My quilting log book is one of my best motivational tools. Motivational? Really?
At first glance, my quilting log book looks like an organization tool. It is a just a three ring binder filled with lined note paper in which I note everything I accomplish each day in my sewing studio. The types of things I note typically include:
- The name of the current project
- What I did on that project
- Measurements or calculations made relating to that project
- Block assembly diagrams
- Pressing diagrams
- Problems encountered and solved
- Activity towards the next projects – cutting, pressing, washing fabrics, kitting
- Cleaning machines
- Oiling machines
- Making work-flow adjustments that make production even better
- Changing needles
- Testing new tools and attachments
- Vacuuming my floors (Yes! Even this!)
- Wiping down the counters
- Tidying one of the cupboards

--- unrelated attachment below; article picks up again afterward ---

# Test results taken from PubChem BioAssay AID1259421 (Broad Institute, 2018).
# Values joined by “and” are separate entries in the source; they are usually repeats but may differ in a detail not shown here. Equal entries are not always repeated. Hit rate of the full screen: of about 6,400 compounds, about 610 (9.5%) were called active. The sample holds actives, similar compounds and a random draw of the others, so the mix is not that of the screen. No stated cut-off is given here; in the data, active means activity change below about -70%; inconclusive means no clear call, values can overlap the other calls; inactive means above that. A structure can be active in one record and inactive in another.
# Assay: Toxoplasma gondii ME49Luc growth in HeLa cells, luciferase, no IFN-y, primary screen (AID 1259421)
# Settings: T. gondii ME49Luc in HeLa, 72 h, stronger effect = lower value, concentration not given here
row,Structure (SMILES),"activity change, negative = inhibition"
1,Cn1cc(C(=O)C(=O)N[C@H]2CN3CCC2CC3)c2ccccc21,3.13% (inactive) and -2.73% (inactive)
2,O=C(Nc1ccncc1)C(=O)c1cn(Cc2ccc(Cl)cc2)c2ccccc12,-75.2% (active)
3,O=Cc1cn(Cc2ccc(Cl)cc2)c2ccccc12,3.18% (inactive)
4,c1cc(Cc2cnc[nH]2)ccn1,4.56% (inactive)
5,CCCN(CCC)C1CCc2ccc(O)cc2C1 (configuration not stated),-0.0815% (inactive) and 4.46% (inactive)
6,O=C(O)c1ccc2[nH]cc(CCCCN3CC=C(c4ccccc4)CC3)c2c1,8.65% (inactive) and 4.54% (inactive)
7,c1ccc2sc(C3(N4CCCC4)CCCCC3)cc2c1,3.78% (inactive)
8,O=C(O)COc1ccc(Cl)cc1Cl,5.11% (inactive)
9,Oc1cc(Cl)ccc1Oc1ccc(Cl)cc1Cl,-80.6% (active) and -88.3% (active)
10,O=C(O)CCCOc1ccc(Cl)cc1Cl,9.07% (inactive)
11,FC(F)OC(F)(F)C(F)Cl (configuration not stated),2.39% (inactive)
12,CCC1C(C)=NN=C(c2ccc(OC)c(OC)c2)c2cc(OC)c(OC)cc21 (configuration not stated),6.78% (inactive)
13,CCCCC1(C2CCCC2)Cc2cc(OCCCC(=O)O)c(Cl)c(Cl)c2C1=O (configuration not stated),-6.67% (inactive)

- Reviewing my UFO cupboard
- Folding and fondling my stash
- Ordering new supplies when needed
- What I learned
- Any Professional Development – reading or research work
When I list all of those things, it really does sound like an organization tool or at least a memory aid. So why do I consider it to be effective motivation?
This logbook stays open on my counter with pen handy. I note absolutely everything I accomplish. I can see at a glance what I have completed and can see equally well when I have not done anything notable. It is a good reality check to gauge my progress. When I see the page empty, I feel the desire to write something on it. So I get busy and get something done. The more accomplishments I write down, the more I want to add to the list. Success breeds success!
This simple, unassuming log book has been the most motivating tool I have used to keep myself working towards completion of my projects, WIPs and UFOs. Anything that keeps me focused and productive is a wonderful addition to my sewing room and deserves its high-profile spot on my work counter.
“The Secret of Getting Ahead is Getting Started.” – Mark Twain
“Success is the sum of small efforts, repeated day in and day out.” – Robert Collier